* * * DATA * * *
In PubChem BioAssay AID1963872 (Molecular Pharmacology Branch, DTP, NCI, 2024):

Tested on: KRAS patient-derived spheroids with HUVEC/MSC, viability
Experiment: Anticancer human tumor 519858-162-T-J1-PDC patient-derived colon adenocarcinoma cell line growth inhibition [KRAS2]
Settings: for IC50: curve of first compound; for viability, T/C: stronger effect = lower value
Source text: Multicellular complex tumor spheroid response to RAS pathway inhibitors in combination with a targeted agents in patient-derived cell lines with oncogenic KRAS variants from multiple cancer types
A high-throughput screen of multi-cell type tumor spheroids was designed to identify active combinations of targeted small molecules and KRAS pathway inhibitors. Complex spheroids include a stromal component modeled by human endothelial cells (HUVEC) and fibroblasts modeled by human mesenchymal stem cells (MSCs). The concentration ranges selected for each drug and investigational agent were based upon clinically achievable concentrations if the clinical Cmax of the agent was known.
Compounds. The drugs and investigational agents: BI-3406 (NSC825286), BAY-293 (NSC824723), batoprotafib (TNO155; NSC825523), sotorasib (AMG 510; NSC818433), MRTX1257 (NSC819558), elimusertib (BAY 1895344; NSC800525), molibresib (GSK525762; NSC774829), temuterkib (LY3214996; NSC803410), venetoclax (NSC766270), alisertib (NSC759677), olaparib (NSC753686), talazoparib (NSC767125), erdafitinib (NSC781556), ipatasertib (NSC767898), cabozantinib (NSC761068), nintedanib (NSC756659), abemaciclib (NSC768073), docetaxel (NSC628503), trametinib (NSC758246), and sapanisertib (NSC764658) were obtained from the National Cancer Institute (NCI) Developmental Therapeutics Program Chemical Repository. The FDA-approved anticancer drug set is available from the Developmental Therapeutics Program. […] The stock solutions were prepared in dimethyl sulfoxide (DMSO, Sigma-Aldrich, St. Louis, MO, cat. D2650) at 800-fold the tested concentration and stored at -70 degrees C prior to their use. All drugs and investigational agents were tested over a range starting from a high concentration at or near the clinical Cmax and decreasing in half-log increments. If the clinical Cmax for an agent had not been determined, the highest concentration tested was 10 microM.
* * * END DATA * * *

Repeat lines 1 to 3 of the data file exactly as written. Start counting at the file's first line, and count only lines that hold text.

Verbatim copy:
In PubChem BioAssay AID1963872 (Molecular Pharmacology Branch, DTP, NCI, 2024):

Tested on: KRAS patient-derived spheroids with HUVEC/MSC, viability
Experiment: Anticancer human tumor 519858-162-T-J1-PDC patient-derived colon adenocarcinoma cell line growth inhibition [KRAS2]